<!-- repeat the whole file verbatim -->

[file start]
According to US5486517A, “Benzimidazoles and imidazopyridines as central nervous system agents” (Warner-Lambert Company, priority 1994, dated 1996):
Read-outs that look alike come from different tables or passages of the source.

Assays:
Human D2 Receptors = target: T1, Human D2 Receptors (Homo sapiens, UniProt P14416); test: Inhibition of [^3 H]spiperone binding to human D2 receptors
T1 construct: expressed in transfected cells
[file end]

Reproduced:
According to US5486517A, “Benzimidazoles and imidazopyridines as central nervous system agents” (Warner-Lambert Company, priority 1994, dated 1996):
Read-outs that look alike come from different tables or passages of the source.

Assays:
Human D2 Receptors = target: T1, Human D2 Receptors (Homo sapiens, UniProt P14416); test: Inhibition of [^3 H]spiperone binding to human D2 receptors
T1 construct: expressed in transfected cells